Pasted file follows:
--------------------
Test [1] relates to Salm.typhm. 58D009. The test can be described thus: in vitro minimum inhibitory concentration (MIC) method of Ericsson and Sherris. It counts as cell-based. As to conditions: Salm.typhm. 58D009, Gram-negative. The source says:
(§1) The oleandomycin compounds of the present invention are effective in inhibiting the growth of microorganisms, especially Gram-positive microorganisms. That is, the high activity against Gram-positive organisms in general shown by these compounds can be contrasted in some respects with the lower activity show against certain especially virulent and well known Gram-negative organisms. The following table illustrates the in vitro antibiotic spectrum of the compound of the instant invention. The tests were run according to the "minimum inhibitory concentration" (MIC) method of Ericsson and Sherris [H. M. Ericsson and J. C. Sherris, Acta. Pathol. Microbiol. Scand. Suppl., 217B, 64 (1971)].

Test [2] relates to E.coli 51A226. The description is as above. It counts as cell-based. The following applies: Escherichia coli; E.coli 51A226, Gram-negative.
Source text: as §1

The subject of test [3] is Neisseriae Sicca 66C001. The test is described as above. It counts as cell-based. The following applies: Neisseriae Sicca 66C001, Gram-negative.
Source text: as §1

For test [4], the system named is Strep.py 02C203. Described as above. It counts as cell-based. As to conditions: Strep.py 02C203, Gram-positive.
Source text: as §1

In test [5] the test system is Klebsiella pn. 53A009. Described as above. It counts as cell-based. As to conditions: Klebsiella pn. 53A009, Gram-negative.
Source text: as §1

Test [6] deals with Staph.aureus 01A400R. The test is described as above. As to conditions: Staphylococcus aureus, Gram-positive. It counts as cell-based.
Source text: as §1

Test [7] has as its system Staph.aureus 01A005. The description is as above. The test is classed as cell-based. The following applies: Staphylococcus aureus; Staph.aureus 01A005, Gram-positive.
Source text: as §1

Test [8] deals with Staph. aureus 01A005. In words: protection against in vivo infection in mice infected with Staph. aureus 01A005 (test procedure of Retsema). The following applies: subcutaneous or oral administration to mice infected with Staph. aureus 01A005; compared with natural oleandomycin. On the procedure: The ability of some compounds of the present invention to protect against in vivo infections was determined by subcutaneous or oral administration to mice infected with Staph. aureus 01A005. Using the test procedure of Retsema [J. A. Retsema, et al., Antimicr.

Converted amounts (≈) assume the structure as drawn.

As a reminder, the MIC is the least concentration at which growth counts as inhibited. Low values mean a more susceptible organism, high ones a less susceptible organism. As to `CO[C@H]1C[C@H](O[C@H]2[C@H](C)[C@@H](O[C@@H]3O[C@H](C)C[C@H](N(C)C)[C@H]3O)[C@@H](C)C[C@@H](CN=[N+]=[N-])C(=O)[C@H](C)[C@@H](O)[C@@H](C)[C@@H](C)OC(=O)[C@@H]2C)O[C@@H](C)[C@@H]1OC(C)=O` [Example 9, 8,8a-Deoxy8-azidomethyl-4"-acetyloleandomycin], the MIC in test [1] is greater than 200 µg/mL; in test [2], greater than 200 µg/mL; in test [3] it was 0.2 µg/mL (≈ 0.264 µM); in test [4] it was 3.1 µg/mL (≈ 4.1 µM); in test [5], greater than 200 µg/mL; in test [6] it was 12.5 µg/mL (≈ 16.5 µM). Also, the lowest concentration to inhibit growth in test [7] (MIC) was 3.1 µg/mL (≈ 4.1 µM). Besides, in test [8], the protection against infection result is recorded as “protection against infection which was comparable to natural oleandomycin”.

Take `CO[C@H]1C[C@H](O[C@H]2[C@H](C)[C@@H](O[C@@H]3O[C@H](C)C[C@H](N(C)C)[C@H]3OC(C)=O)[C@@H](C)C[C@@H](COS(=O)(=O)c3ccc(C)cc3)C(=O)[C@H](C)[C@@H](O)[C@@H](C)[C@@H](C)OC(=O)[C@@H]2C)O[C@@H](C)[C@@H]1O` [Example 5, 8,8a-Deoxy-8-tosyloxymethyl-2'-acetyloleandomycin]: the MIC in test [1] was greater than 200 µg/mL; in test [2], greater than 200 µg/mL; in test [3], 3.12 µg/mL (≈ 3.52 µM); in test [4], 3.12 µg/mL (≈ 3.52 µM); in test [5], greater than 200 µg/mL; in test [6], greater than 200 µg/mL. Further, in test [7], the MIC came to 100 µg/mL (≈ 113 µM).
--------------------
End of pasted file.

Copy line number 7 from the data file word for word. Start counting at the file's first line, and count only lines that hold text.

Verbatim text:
For test [4], the system named is Strep.py 02C203. Described as above. It counts as cell-based. As to conditions: Strep.py 02C203, Gram-positive.